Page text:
From the soccer pitch to the swimming pool, sudden cardiac arrest can happen anywhere, at any time. That's why the government of British Columbia is investing an additional $1 million in partnership with the Heart and Stroke Foundation to expand the public access to defibrillation program and help save lives.
The additional funding will support the placement of more automated external defibrillators (AEDs), for a total of up to 750 AEDs in a variety of public venues throughout B.C., including community centres, arenas, recreation centres, playing fields, libraries and sports centres.
“You have the power to save a life in your hands, by using a defibrillator combined with CPR," said Health Minister Terry Lake in a news release. "Today's announcement is about giving the right tools to people in the right places so they can be used quickly to save a life."
The Ministry of Health and the Heart and Stroke Foundation originally each contributed $1 million to the program. The program officially launched in
February 2013. The foundation will be fundraising to match the province's $1-million contribution, for a total of $4 million supporting the program.
The program will donate one or more automated external defibrillators to every municipality in British Columbia, depending on population size.
Currently, 175 AEDs have been placed in 82 communities throughout the province.
“With even more AEDs in communities, it will become that much easier for
British Columbians to use the essential steps to save lives by calling 9-1-1, doing CPR, and using an AED,” added incoming CEO Adrienne Bakker of BC & Yukon, Heart and Stroke Foundation. "We're proud to be leaders in providing AEDs and CPR to communities. Together, we're creating survivors."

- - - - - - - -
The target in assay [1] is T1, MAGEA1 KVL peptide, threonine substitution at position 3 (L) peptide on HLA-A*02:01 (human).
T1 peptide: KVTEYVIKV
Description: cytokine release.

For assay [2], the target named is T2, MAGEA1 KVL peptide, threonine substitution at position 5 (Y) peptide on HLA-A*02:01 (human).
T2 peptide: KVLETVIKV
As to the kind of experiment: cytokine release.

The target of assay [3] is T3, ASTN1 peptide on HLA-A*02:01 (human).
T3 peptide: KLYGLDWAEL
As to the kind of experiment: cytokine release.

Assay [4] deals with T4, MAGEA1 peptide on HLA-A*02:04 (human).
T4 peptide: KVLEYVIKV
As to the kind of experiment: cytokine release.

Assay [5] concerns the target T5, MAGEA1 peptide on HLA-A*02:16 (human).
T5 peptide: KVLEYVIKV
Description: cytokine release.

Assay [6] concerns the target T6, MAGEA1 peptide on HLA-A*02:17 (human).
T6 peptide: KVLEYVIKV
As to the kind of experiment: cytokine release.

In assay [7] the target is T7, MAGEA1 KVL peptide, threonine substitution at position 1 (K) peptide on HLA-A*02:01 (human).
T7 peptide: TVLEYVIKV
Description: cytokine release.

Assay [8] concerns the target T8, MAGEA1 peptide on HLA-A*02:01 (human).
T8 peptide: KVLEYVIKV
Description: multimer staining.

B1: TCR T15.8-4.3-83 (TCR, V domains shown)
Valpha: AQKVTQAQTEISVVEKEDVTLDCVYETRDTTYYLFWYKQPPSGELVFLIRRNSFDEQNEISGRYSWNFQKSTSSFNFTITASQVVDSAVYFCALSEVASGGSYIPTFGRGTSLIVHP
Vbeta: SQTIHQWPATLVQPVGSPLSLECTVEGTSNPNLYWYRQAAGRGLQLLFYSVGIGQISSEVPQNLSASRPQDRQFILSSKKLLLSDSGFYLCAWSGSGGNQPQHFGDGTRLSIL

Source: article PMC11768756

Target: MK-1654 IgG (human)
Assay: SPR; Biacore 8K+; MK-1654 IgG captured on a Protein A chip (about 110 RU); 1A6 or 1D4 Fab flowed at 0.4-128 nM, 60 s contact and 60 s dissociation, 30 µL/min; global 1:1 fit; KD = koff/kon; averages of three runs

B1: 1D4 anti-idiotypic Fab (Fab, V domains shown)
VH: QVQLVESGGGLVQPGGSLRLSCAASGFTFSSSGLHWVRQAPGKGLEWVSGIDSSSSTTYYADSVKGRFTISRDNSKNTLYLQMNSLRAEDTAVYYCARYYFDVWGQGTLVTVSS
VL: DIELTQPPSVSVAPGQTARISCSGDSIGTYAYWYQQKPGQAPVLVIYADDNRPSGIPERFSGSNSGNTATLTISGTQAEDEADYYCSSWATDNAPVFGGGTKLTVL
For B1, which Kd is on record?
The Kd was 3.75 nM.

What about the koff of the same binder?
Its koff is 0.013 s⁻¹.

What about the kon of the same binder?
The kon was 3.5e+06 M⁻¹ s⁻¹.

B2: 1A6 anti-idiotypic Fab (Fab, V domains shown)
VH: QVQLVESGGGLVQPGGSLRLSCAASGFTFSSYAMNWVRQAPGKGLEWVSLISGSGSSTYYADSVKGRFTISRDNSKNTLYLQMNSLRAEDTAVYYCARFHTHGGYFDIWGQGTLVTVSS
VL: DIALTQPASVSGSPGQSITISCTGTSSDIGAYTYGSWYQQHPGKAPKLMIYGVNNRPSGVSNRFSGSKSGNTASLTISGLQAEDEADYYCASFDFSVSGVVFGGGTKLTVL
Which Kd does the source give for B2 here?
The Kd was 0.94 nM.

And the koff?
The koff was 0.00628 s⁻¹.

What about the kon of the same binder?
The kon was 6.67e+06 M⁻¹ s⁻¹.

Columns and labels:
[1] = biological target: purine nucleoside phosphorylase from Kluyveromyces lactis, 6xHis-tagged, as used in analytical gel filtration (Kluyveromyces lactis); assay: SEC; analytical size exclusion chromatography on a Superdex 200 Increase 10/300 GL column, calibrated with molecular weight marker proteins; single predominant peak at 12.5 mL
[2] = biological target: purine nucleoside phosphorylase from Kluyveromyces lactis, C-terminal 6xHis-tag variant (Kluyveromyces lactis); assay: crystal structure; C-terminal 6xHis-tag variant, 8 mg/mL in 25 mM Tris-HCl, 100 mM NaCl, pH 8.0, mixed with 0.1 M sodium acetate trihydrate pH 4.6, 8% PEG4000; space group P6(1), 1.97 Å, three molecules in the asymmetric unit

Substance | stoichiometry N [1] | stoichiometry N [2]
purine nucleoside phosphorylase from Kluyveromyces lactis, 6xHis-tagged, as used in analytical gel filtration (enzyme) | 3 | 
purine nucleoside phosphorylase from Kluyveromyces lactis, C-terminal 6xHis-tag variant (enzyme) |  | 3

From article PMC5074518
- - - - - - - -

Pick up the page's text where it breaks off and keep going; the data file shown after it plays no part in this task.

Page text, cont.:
The program also is a partnership with the BC Ambulance Service, which supports the venues receiving an AED by providing orientation for staff and volunteers on how to correctly use and maintain the devices. BC Ambulance Service has also linked the AED registry with the ambulance dispatch information system, which maps all of the locations in the province where AEDs have been installed. When a bystander calls 9-1-1 for an ambulance, the dispatcher will know if an AED is available at the location, and will assist the bystander to use the AED on the cardiac arrest patient.
“BCAS paramedics and dispatch staff provide assistance to hundreds of sudden cardiac arrest patients each year. We see that early use of CPR and an AED use can greatly improve the survival rate of friend, family member, co-workeror community member who is experiencing a sudden cardiac arrest. Learning CPR and how to use an AED are life-saving skills everyone should have," said Dr. William Dick, vice-president of medical programs, BC Emergency Health Services.
The current survival rate for an out-of-hospital sudden cardiac arrest is only about five per cent. Evidence shows that when CPR and AEDs are used together in the first few minutes during a sudden cardiac arrest, survival rates can be increased up to 75 per cent. An AED is a safe, portable device anyone can use to deliver an electric shock to restart a heart in sudden cardiac arrest. The AED reads the heart rhythm and only delivers a shock if needed.
Sudden cardiac arrest is when the heart suddenly and unexpectedly stops beating, stopping blood from flowing to the brain or other vital organs. Without immediate help, a victim of sudden cardiac arrest will suffer brain damage within three minutes. After 12 minutes, survival is unlikely.
© Coast Reporter